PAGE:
New England Automotive Report January 2022

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[LEGAL] PERSPECTIVE by James A. Castleman, Esq.

Who Has the Right to Authorize Repairs? I received an urgent call from a collision repair shop owner a few weeks ago. A young woman sitting in his waiting room had been angrily screaming at him, telling him that he had no right to repair her car. Despite the fact that the vehicle was half repaired and taken apart, with a fender sitting on the floor waiting to be painted, the woman was demanding that the shop put the car back together so she could take it somewhere else – even though the shop had a signed repair order. The problem was that the woman owned the car, but she was not the person who had brought the vehicle into the shop and signed the repair order. Rather, her “no good brother” brought the car to the shop and signed the authorization to repair without checking with her first. The vehicle owner’s anger stemmed from her belief that the shop owner had convinced her brother to authorize unnecessary, expensive repairs. She further argued that her brother had no right to authorize the repairs since he did not own the vehicle. The shop owner asked if the woman could really demand that the car be put together and released to her. Moreover, did he have the right to get paid at least for the repairs that had been made and the parts that had been purchased? After all, he did have a signed repair order in his hand. Unfortunately, the answer was unclear. I suggested that the shop owner try to negotiate something with the woman, get her to agree to at least some portion of the cost of the repairs that he had made and do what she wanted – i.e. put the car together and let her take it out of there. That is what he did. And by being a calm and skilled negotiator, he convinced the woman to agree to pay for a greater amount of the repairs than I might have guessed. The shop did not make much money on the repairs, but at least, it did not lose money, and the shop owner avoided having to further deal with a customer who would never have been happy with his shop. This was not the first time that I had run into this problem. In fact, this was the second shop owner that had called me with the same issue within a few weeks – except that the other shop owner had been yelled at by a woman complaining about her “no good boyfriend” instead of her brother. And this is an issue that I have run into, in one form or another, many times over the years. Who can authorize repairs? Is the vehicle owner the only person who can authorize repairs? No. But if they are not the one providing the authorization, then a repair shop should be wary and should make sure that the person authorizing repairs has the right to do so. 40 January 2022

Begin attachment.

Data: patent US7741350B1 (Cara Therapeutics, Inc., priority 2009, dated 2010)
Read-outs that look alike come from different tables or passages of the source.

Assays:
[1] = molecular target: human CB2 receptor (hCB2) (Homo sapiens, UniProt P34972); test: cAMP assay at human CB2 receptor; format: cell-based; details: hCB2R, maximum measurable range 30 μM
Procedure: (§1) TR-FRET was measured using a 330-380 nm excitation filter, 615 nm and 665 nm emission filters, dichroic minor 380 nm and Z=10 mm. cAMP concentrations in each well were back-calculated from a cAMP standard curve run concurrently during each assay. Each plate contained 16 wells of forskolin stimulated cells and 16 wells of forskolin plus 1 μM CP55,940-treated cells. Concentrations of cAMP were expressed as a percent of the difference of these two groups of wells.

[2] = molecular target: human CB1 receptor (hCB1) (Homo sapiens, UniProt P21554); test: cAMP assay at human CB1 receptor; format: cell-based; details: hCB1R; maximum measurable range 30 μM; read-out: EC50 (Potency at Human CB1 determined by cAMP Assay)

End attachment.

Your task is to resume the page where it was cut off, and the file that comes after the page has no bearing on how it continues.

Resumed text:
New England Automotive Report

Under the Massachusetts Attorney General’s consumer protection regulations, if a customer authorizes repairs in the manner set out in the regulation (and if other requirements of the regulation are met), the shop can charge the customer for the authorized repairs. But who is the “customer”? Arguably, the “no good brother” and “no good boyfriend” who brought someone else’s car in for repairs are the shops’ customers. After all, they did bring in damaged cars and did sign repair orders. They may well be personally liable for the cost of the repairs that they authorized and that were made. After all, the shops made repairs in good faith, relying on what they had been told – repairs for which the brother and boyfriend signed contracts. Unfortunately for the repair shops in both of these cases, it is also quite possible that the car owners themselves are not liable for the cost of repairs, and it is likely that the shops would not have an enforceable garage keeper’s lien against the vehicles that they repaired. Nor would the shop have the right to demand that an insurer covering the repairs pay the shop directly for those repairs, even if the brother or boyfriend signed a “direction to pay” form. No shop owner wants to be in a position where they are chasing an individual to try to get paid – particularly an individual who does not own the car and who may be unable to come up with the funds needed to pay. In order for the vehicle owner to be liable for the cost of repairs, or for a garage keeper’s lien against a car to be valid (as set out in the applicable statute), a damaged vehicle needs to be brought to a shop either by the owner “or with the consent of ” the owner. By the same token, generally under Massachusetts law, for the vehicle owner to be the “customer” who is liable under the repair contract, the vehicle owner must authorize the repairs – either personally or through a proxy who has their consent to do so. How does a repair shop know whether someone has the owner’s consent to authorize repairs? It is not always easy for a shop to know whether the person they are dealing with is the owner of a vehicle, or if the person they are dealing with has the consent of the vehicle owner to authorize repairs. A good place to start, however, is simply to check the vehicle’s registration, a document that all drivers are required to have with them or in an easily accessible location. Who is named as the registered owner, and is that the person with whom you are dealing? If the person that you are dealing with is not the person named on the registration, the next thing to do is to ask the continued on pg. 42